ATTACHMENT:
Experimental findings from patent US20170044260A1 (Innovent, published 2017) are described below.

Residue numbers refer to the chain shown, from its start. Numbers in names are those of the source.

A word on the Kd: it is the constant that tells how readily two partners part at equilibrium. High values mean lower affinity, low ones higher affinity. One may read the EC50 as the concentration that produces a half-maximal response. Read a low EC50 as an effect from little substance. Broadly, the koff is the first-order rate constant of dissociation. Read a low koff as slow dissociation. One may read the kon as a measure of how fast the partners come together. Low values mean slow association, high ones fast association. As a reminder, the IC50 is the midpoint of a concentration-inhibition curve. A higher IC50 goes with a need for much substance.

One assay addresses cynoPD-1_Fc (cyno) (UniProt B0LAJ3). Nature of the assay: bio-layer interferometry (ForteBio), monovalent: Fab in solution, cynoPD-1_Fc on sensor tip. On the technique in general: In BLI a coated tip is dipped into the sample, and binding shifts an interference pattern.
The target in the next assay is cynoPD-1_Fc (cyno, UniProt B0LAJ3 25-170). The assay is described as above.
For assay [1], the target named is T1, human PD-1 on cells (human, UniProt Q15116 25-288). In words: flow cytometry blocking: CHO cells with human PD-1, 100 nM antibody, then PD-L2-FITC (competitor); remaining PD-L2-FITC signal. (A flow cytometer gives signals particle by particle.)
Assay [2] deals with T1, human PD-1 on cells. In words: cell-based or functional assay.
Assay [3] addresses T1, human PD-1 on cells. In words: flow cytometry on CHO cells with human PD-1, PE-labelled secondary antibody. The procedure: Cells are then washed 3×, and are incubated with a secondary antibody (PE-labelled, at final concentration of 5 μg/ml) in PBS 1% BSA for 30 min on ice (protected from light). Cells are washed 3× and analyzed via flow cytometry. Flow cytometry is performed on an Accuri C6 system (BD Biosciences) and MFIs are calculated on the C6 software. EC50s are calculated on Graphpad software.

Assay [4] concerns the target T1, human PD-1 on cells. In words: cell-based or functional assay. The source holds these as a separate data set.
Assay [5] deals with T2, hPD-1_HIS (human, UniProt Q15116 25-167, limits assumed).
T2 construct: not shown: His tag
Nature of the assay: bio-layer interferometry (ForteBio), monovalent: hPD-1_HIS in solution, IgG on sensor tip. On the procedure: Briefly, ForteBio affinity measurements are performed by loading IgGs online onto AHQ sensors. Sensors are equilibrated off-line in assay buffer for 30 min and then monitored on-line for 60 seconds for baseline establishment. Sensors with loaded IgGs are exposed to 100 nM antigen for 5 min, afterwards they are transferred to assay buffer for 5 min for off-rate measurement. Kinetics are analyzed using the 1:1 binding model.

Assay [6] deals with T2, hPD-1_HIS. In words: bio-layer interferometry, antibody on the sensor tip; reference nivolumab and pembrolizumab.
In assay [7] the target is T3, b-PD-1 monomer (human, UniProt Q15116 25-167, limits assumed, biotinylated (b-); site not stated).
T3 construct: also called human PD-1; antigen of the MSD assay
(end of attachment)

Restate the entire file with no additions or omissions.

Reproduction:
Experimental findings from patent US20170044260A1 (Innovent, published 2017) are described below.

Residue numbers refer to the chain shown, from its start. Numbers in names are those of the source.

A word on the Kd: it is the constant that tells how readily two partners part at equilibrium. High values mean lower affinity, low ones higher affinity. One may read the EC50 as the concentration that produces a half-maximal response. Read a low EC50 as an effect from little substance. Broadly, the koff is the first-order rate constant of dissociation. Read a low koff as slow dissociation. One may read the kon as a measure of how fast the partners come together. Low values mean slow association, high ones fast association. As a reminder, the IC50 is the midpoint of a concentration-inhibition curve. A higher IC50 goes with a need for much substance.

One assay addresses cynoPD-1_Fc (cyno) (UniProt B0LAJ3). Nature of the assay: bio-layer interferometry (ForteBio), monovalent: Fab in solution, cynoPD-1_Fc on sensor tip. On the technique in general: In BLI a coated tip is dipped into the sample, and binding shifts an interference pattern.
The target in the next assay is cynoPD-1_Fc (cyno, UniProt B0LAJ3 25-170). The assay is described as above.
For assay [1], the target named is T1, human PD-1 on cells (human, UniProt Q15116 25-288). In words: flow cytometry blocking: CHO cells with human PD-1, 100 nM antibody, then PD-L2-FITC (competitor); remaining PD-L2-FITC signal. (A flow cytometer gives signals particle by particle.)
Assay [2] deals with T1, human PD-1 on cells. In words: cell-based or functional assay.
Assay [3] addresses T1, human PD-1 on cells. In words: flow cytometry on CHO cells with human PD-1, PE-labelled secondary antibody. The procedure: Cells are then washed 3×, and are incubated with a secondary antibody (PE-labelled, at final concentration of 5 μg/ml) in PBS 1% BSA for 30 min on ice (protected from light). Cells are washed 3× and analyzed via flow cytometry. Flow cytometry is performed on an Accuri C6 system (BD Biosciences) and MFIs are calculated on the C6 software. EC50s are calculated on Graphpad software.

Assay [4] concerns the target T1, human PD-1 on cells. In words: cell-based or functional assay. The source holds these as a separate data set.
Assay [5] deals with T2, hPD-1_HIS (human, UniProt Q15116 25-167, limits assumed).
T2 construct: not shown: His tag
Nature of the assay: bio-layer interferometry (ForteBio), monovalent: hPD-1_HIS in solution, IgG on sensor tip. On the procedure: Briefly, ForteBio affinity measurements are performed by loading IgGs online onto AHQ sensors. Sensors are equilibrated off-line in assay buffer for 30 min and then monitored on-line for 60 seconds for baseline establishment. Sensors with loaded IgGs are exposed to 100 nM antigen for 5 min, afterwards they are transferred to assay buffer for 5 min for off-rate measurement. Kinetics are analyzed using the 1:1 binding model.

Assay [6] deals with T2, hPD-1_HIS. In words: bio-layer interferometry, antibody on the sensor tip; reference nivolumab and pembrolizumab.
In assay [7] the target is T3, b-PD-1 monomer (human, UniProt Q15116 25-167, limits assumed, biotinylated (b-); site not stated).
T3 construct: also called human PD-1; antigen of the MSD assay